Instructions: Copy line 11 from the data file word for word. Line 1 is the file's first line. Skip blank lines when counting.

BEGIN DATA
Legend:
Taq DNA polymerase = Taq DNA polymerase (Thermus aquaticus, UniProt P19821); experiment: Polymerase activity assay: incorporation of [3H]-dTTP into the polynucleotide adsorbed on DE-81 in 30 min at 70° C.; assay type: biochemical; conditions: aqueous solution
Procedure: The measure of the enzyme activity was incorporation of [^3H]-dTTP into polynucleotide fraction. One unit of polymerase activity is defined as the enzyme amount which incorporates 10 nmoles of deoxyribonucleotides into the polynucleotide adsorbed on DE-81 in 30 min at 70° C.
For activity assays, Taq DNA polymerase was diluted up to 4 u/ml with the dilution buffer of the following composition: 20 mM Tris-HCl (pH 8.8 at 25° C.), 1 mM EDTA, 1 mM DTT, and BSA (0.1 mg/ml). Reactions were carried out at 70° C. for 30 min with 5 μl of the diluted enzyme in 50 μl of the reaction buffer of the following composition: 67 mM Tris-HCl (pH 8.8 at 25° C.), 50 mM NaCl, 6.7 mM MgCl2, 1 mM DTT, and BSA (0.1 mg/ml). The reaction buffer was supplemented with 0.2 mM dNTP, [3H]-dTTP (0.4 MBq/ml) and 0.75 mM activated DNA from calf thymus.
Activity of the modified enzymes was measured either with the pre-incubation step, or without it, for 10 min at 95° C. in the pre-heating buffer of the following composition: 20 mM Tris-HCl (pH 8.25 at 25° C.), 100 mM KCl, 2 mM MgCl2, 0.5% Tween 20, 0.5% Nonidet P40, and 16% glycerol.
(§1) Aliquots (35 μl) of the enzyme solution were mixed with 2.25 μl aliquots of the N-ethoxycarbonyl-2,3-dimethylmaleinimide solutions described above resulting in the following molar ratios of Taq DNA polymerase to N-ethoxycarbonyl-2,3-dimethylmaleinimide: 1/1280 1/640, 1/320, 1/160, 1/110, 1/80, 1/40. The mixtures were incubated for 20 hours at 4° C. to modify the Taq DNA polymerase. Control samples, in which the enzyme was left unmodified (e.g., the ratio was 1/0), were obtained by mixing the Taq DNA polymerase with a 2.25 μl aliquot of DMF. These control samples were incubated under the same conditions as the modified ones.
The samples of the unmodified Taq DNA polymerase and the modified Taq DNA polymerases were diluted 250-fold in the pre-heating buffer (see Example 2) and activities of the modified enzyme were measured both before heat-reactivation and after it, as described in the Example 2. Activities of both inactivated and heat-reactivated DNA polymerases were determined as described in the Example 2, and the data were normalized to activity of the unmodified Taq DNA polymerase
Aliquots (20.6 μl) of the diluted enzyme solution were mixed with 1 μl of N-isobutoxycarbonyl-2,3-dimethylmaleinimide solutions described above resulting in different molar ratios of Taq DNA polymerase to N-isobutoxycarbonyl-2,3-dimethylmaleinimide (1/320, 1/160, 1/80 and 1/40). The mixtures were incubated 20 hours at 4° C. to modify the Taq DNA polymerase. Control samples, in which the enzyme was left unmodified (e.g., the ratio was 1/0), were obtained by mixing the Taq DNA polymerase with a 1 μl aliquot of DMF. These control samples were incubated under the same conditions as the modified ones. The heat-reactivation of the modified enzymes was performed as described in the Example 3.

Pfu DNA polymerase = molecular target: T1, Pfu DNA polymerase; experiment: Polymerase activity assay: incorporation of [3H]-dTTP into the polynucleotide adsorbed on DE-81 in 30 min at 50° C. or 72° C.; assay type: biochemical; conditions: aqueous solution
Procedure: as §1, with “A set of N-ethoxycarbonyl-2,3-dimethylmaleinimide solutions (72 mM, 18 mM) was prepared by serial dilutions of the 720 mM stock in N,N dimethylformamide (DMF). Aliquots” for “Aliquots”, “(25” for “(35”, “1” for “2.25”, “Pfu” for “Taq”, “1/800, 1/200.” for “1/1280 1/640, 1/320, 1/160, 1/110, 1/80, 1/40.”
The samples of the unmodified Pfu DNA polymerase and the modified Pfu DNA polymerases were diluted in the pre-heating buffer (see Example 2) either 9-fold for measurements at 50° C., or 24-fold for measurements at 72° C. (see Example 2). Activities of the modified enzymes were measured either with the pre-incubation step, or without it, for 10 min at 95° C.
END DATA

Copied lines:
The samples of the unmodified Pfu DNA polymerase and the modified Pfu DNA polymerases were diluted in the pre-heating buffer (see Example 2) either 9-fold for measurements at 50° C., or 24-fold for measurements at 72° C. (see Example 2). Activities of the modified enzymes were measured either with the pre-incubation step, or without it, for 10 min at 95° C.